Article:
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Supply Chain Capacity Tightening Up Again

Supply Chain Capacity Tightening Up Again

With carriers chartering multi-purpose ocean vessels normally used for breakbulk shipping, in a smaller replay of the pandemic effect, declining ocean freight capacity continues to be felt throughout the supply chain. In a related development, the CEO of major ocean freight carrier Maersk warns that the capacity issue will continue for the months ahead. This is sure to affect retailer shipments ahead of the busy Q4 peak. Here’s more on this week’s industry news.

Container Carriers Chartering MPVs To Make Up for Capacity Shortfall

Major ocean carriers are again chartering multi-purpose vessels (MPVs) normally used for breakbulk shipping, in order to plug gaps in capacity. That’s according to the Toepfer Multipurpose Index (TMI) as reported by the Journal of Commerce (subscription required), with charter rates approaching $13,000 per day. 

According to JOC, the TMI reached a peak of $23,099 in July 2022, as carriers scrambled for MPVs to add capacity and meet skyrocketing demand. While rates aren’t expected to approach those astronomical figures, they’re still well above the pre-pandemic low of under $6,500 per day in the TMI index.

Meanwhile, the Port of Singapore has opened nine berths at its automated Tuas Port facility, the latest on July 1. The port authority has also reopened previously shuttered berths at two other terminals, in a bid to reduce growing wait times for simultaneously arriving cargo ships, due to Red Sea disruptions.

Maersk CEO: Red Sea Disruption Will Continue to Cause Challenges For Months

Maersk CEO Vincent Clerc told customers that supply chain challenges will continue in the coming months as the majority of cargo ships normally transiting the Red Sea divert around the horn of Africa, causing a worldwide ripple effect of reduced capacity.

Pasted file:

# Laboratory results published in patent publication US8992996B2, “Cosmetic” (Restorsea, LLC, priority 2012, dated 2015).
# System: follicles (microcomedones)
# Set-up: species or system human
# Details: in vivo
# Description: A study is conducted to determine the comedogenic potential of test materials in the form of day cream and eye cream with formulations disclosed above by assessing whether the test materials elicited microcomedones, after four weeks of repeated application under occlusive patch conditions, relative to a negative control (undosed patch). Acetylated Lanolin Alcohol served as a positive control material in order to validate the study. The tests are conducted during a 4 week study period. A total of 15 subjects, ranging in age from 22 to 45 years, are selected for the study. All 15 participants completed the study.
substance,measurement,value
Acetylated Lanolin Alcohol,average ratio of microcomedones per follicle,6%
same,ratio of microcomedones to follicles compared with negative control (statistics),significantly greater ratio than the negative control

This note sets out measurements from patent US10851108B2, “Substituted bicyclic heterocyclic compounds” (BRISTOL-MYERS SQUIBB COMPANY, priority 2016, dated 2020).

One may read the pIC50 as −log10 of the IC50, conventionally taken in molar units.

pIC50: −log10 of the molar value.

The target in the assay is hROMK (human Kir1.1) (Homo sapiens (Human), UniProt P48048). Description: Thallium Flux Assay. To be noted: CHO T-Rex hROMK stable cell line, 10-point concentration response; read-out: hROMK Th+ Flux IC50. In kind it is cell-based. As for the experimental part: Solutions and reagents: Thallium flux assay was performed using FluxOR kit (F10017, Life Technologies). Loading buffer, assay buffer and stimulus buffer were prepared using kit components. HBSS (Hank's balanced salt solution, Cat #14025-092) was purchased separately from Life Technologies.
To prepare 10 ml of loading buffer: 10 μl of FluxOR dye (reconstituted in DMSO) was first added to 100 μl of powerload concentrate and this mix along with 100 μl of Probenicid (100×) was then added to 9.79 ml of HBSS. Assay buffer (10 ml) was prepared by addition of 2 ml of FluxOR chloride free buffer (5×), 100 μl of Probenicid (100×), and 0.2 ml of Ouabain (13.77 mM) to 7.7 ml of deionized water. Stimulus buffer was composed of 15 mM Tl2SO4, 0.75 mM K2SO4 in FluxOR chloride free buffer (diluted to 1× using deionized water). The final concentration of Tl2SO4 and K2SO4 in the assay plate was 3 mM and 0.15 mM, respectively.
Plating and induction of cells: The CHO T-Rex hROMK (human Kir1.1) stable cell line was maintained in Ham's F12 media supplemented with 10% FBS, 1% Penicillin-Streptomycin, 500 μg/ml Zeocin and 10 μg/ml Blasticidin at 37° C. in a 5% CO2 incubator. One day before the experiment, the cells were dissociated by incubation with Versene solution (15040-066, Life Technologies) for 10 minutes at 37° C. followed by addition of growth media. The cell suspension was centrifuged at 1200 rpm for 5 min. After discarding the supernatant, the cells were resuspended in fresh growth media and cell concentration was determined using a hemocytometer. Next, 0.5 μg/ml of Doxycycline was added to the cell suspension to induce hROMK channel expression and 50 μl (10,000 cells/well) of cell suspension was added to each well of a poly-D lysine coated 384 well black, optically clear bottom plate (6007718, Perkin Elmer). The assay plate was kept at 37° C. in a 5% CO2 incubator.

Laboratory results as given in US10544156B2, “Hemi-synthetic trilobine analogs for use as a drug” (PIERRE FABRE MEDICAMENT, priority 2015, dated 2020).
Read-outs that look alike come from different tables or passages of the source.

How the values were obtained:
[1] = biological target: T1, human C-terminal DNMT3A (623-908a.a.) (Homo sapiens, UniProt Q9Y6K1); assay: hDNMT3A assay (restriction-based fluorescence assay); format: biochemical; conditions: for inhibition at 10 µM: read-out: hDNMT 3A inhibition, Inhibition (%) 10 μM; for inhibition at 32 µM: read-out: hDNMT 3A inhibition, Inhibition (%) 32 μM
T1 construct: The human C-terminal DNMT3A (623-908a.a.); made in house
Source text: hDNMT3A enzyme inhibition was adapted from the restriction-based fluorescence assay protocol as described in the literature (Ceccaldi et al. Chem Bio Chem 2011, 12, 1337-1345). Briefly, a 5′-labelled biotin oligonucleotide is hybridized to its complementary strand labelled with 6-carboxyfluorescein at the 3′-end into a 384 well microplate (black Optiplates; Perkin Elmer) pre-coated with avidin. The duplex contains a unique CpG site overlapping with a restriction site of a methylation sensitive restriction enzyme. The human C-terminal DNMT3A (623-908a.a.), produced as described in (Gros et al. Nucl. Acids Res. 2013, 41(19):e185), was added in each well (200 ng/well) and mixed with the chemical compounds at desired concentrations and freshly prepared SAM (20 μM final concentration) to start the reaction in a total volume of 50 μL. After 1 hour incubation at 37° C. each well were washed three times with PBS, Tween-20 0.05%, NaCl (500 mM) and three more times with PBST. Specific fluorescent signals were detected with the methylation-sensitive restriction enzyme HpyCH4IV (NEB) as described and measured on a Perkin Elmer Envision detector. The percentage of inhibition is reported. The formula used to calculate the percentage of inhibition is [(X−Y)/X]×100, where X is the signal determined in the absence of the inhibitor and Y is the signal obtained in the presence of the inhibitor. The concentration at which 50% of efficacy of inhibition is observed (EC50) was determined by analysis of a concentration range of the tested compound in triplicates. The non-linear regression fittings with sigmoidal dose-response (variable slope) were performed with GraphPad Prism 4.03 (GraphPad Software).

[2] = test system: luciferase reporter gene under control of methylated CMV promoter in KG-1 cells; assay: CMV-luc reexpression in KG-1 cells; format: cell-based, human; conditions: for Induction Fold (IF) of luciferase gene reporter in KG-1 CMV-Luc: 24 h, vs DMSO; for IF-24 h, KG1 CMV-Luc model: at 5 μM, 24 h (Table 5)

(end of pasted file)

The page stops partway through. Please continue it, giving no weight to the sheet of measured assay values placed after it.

Clerc called it a difficult situation for both carriers and shippers, impacting businesses and economies worldwide.

“Today, all ships that can sail and all ships that were previously not well utilized in other parts of the world have been redeployed to try to plug holes,” Clerc said. “It has alleviated part of the problem, but far from all the problems across the industry, including for Maersk. We are going to have in the coming month missing positions or ships that are sailing that are significantly different in size from what we normally would have on that string, which will also imply reduced ability for us to carry all the demand that there is.”

Clerc noted that once the situation returns to normal, temporary port congestion will follow as ships already in transit on the longer routes will arrive in the same ports as those returning to the Red Sea passage. 

San Diego Logistics Firms Fined By DOL For Under-Paying Workers

Three San Diego logistics companies were ordered to pay a total of $840,000 in back wages and fines by the Department of Labor. A DOL investigation found the companies were paying Mexican warehouse workers below the federal minimum wage of $7.25 an hour, in some cases less than $3 an hour. The fines were leveled as the treatment of warehouse workers is drawing more federal scrutiny.